SA Rare Bird News Report - 02 February 2015

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Trevor Hardaker

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Feb 2, 2015, 1:00:51 PM2/2/15
to SA Rare Bird News, kui...@telkomsa.net, Debbie Coetzer

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This is the Southern African Rare Bird News Report issued at 20h00 on Monday, 02 February 2015. Information has been gleaned from various websites, email groups as well as from individual observers who have passed on their sightings. This report cannot be taken as being totally comprehensive as it is based only on information made available at the time of writing. All bird sightings reported here are reported in good faith based on information as provided by the observers. Any inaccuracies are totally unintentional and the writer cannot be held liable for these. For those who may have only joined the group recently and are interested in finding out what has been seen in the past, previous reports can be viewed at http://groups.google.co.za/group/sa-rarebirdnews

 

 

As usual, we start off with the scarcities and EUROPEAN HONEY BUZZARDS were reported from Madikwe Game Reserve (North-west) on Monday, in Cecilia Forest (Western Cape) on Saturday, in Gosho Park near Marondera (Zimbabwe) on Saturday, along the Zaagkuilsdrift road on Saturday and in the Hekpoort district (Gauteng) yesterday. Two separate birds were also reported over Hatfield in Pretoria on Tuesday and Saturday.

 

The GREEN SANDPIPER was also still present at Darvill Bird Sanctuary (KZN) on Saturday whilst another was reported from Duke's waterhole in the Kruger National Park last Sunday.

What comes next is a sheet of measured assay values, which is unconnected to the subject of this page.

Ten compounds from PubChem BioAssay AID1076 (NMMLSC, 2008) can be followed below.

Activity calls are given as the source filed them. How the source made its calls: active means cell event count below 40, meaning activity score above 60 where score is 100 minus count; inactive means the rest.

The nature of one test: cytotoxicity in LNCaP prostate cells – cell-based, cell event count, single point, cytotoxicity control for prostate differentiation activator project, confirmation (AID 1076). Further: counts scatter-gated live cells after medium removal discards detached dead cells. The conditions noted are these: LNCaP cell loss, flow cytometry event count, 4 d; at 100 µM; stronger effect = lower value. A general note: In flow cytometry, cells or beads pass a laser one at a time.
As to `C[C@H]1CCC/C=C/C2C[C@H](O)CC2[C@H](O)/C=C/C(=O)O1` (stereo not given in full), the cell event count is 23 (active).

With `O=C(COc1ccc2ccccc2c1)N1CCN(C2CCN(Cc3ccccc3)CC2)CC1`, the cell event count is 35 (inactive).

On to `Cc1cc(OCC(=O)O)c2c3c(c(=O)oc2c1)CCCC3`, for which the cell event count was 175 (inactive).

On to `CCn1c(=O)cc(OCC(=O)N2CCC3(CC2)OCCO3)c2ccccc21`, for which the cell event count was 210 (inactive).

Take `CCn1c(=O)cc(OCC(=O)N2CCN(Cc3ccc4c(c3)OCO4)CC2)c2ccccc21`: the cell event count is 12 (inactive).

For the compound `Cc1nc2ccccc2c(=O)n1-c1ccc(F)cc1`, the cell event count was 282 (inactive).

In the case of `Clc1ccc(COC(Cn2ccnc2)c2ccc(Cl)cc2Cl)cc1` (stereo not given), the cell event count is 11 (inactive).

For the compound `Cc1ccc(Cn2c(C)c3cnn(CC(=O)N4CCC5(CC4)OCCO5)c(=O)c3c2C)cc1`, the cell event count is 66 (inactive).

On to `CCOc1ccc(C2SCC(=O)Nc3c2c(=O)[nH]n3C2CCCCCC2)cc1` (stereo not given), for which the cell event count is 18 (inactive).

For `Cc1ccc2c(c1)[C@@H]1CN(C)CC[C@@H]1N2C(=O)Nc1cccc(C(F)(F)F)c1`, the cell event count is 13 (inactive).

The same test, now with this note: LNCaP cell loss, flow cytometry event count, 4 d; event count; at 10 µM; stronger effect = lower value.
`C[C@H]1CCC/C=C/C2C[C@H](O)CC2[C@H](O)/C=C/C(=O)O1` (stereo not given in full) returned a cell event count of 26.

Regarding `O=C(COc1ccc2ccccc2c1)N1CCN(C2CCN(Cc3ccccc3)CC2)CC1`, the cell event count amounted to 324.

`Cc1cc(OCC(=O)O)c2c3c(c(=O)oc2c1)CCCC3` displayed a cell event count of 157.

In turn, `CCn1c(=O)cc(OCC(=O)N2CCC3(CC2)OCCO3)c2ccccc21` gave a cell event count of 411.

European Honey Buzzard at Cecilia Forest

© Mike Buckham

European Honey Buzzard at Hekpoort

Dennis Walden

 

 

European Honey Buzzard on Zaagkuilsdrift road

Colin Thornton

 

 

European Honey Buzzard at Madikwe Game Reserve

© Matt Jones

Green Sandpiper at Duke’s waterhole, KNP

Karin Nelson

 

 

On to the rest of the news and, starting in the Western Cape, the biggest excitement came when the CASPIAN PLOVERS were re-located at Kliphoek Salt Pans in Velddrif yesterday afternoon. After a once-off sighting of 21 birds 17 days ago, the birds had not been seen again, but finally, a group of 10 individuals turned up again at around 2pm yesterday. With it being early enough, a number of keen twitchers were still able to get out there yesterday afternoon and enjoy the birds. Please remember that this is private property and permission needs to be sought from the owners for access. You can get all the necessary information from their website at www.kuifkop.co.za. Upon entering the saltworks, drive until you reach a T-junction and turn left here. The road then bends to the right and, a little further on, bends to the right again. The Plovers were in the first pan on the left that you reach after the second bend. The RED-NECKED PHALAROPE was also still present at the site yesterday (just in the next pan further along on the left), although its appearances have been a little erratic of late whilst, slightly further south at Geelbek in the West Coast National Park, a COMMON REDSHANK remained on site until at least Saturday. A single SAND MARTIN was also reported along the north-east side of Pan P2 at Strandfontein Sewage Works yesterday.